Sunday, 05 August 2012 15:45

London 2012 through the Sports and Social Change Lens - A Week One Perspective

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And as if being a "game-changer" in track and field wasn't enough, Pistorius is also a an ambassador for The Sole of Africa - Mine Seeker Foundation, which helps with the detection and removal of land-mines, and those whose lives and communities have been affected.

Although Pistorious did not qualify for the 400m finals, his Olympic moment is a huge step forward - on two "blades"


Cullen Jones - Swimming, USA

















The face of USA Swimming for the past 3 Olympic games has certainly been Michael Phelps. His accomplishments are indisputable as the best ever and he walks away from the competitive arena on his own terms and with a final gold medal performance. But one of the keys to Phelps medal haul in these games were his relay partners, including the Silver medal winning 4x100-meter team that featured Cullen Jones.

The New York born swimmer, is also a key member of the USA Swimming Foundation's national child-focused, water safety program "Make a Splash." Jones has a deep connection the program - when he was 5, he almost drowned at a water park. And once he saw the figures that nearly 6 out of 10 African-American and Hispanic children are unable to swim and African-American children drown at a rate nearly three times higher than their Caucasian peers (Center for Disease Control), he felt compelled to do something about it.

Jones is a part of the 2012 "Make a Splash Tour," visiting six cities around the country to promote and advocate for the availability of free or discounted swimming lessons, water safety education and access to life-saving swimming skills for children regardless of their ethnic or economic background.

The Gold medalist in Beijing 2008 in the 50-meter Freestyle, Jones won an individual Silver medal in that event on Friday, finishing just .20 seconds behind France's Florent Manaudou.

Taylor Phinney - Cycling, USA

Photo by Robert Beck




















While Taylor Phinney may not have won a medal in his second Olympic apperance this week, he did make is parents proud by carrying on a deep family Olympic legacy. Taylor's father Davis Phinney was a US Olympic Cyclist and Bronze medalist in Los Angeles in '84; and his mother, Connie Carpenter Phinney, was a dual Olympian, having won Gold as a cyclist in '84 and competing in Speed Skating for the US in the '72 Winter Olympic games.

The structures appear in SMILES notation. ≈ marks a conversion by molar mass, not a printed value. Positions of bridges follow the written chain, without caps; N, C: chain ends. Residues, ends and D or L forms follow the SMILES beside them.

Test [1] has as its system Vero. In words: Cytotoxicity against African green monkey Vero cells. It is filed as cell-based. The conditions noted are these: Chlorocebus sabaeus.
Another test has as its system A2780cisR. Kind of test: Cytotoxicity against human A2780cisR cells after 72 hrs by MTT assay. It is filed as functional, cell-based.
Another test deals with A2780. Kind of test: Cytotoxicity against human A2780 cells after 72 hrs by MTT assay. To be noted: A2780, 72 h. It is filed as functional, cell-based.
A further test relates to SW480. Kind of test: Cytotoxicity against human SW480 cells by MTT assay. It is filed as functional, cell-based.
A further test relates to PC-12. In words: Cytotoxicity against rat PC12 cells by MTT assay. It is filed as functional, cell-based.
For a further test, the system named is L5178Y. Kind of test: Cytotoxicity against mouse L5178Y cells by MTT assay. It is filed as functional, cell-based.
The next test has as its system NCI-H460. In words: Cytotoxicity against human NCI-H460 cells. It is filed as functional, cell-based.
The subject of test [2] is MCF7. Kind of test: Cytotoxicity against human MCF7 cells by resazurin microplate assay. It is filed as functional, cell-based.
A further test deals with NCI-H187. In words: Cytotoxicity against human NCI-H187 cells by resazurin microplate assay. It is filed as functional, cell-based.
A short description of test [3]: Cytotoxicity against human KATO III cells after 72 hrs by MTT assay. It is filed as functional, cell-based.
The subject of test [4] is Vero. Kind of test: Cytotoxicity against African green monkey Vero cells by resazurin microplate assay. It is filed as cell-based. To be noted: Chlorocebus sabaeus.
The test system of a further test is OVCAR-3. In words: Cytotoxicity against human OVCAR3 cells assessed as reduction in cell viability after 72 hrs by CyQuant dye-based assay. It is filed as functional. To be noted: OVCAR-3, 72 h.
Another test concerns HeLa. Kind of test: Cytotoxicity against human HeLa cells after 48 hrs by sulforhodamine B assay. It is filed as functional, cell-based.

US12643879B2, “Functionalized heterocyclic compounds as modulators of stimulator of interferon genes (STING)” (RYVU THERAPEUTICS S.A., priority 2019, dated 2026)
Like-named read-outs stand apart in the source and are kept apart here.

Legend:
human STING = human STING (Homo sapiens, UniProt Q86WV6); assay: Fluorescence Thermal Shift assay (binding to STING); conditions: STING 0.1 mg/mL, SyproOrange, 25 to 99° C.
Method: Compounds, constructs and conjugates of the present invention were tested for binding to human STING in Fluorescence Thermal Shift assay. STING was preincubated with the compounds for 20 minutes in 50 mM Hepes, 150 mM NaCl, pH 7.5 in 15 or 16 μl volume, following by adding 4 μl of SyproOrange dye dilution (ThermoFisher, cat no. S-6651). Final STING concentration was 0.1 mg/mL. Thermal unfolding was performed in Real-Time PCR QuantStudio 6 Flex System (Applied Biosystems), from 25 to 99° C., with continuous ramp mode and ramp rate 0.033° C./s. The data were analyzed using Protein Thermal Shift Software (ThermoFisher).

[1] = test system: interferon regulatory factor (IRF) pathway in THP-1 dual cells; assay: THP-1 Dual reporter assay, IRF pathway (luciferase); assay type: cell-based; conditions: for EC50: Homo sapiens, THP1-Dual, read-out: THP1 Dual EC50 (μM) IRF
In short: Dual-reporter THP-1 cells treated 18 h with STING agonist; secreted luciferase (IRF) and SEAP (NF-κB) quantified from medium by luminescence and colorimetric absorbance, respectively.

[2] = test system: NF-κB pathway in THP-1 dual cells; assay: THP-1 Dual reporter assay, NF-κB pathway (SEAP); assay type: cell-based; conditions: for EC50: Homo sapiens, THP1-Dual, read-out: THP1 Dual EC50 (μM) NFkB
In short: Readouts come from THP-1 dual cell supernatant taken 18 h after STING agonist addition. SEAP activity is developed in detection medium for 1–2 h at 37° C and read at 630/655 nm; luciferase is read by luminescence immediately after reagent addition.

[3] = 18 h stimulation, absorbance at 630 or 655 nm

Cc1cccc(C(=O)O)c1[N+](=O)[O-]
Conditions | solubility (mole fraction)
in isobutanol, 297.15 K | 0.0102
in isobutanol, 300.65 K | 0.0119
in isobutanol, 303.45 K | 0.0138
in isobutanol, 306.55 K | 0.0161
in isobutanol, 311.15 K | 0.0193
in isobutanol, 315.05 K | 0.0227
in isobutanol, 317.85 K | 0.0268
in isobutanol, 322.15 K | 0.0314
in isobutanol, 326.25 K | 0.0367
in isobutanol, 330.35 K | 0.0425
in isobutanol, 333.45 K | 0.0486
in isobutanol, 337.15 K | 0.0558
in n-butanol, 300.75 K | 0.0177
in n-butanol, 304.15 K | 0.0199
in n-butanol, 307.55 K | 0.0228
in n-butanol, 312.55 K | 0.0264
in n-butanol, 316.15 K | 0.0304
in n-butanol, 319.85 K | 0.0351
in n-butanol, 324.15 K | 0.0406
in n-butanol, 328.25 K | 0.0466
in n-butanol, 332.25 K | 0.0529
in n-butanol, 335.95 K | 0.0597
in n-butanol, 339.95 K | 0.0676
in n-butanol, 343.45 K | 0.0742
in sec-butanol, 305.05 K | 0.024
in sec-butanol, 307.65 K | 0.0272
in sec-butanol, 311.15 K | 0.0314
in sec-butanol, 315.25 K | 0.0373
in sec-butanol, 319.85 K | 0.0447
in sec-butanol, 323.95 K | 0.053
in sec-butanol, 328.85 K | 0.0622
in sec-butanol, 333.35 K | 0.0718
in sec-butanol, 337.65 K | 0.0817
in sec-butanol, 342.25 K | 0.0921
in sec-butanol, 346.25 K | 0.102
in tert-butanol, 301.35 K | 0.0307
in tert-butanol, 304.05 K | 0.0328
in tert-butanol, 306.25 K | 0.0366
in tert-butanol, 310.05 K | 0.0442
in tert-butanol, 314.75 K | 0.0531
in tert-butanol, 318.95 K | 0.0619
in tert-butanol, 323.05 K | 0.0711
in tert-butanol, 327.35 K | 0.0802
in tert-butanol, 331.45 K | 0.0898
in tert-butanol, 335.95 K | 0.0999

But what really makes Taylor's Olympic journey special is the bond he has with father, who is now battling Parkinsons. Together, they ride for the Davis Phinney Foundation, raising money and awareness to combat Parkinsons and teaching people how to continue living well with the disease. The organization and Davis hold "Victory Summit" events which "focus on the things people living with Parkinson’s disease can do today to improve the quality of their lives – from learning about the latest research and treatment options to participating in demonstrations of yoga, speech therapy, exercise programs, and other activities."

Medals and awards are great accomplishments, but Taylor realizes that it's family that got him to where he is today, and his bond with his father goes well beyond the two wheeled tradition that was passed down. This is a great story of how sport can bring people together and be a tool for inspiring others fighting a debilitating disease to stay active and keep moving.

Wojdan Shaherkani - Judo, Saudi Arabia

















No medal, not even a point scored in a Judo match that lasted only 82 seconds. But that's not what Wojdan Shaherkani will remember - and be remembered for -  at the 2012 Olympic Games. Shaherkani, 16, was the first female athlete to compete for Saudi Arabia in history of the Olympic games. And in an Olympics where female athletes have been as in the spotlight as much as any of their male counterparts, this young lady may have left the most significant mark on the games. Granted, there is still much work to be done in many parts of the world for women's rights - especially in the Middle East - but this is definite progress.

The Guardian had a great recap of her story...


Kayla Harrison - Judo, USA






















Another female Judoka was a focal point for attention in these games, and this time it was an American. Kayla Harrison became the first US Olympic Judo Gold medalist (the US Paralympic Judo team had already accomplished that feat in Sydney 2000) and overcame a lot more than just her opponent.

Harrison had shared her very difficult story with the media last November, about being sexually abused by her Judo coach when she was a young teenager. After her family moved to Boston, she found solace and support by returning to the sport of Judo and its deeply rooted principles of discipline and self-respect. With a new coach and a fresh start, Harrison fought not only opponents in the ring, but her demons as well, and came out a champion.

This is a great example of how a sport can change lives; in this case it nearly ruined Kayla Harrison's, but she realized that returning to Judo would provide her with the necessary tools to make positive changes in her own life. And that's worth more than any medal of any color.

Congratulations to Kayla on winning the bigger fight - the one to get your life back.

What will week two of the 2012 Olympics  bring?
We can't wait to find out...

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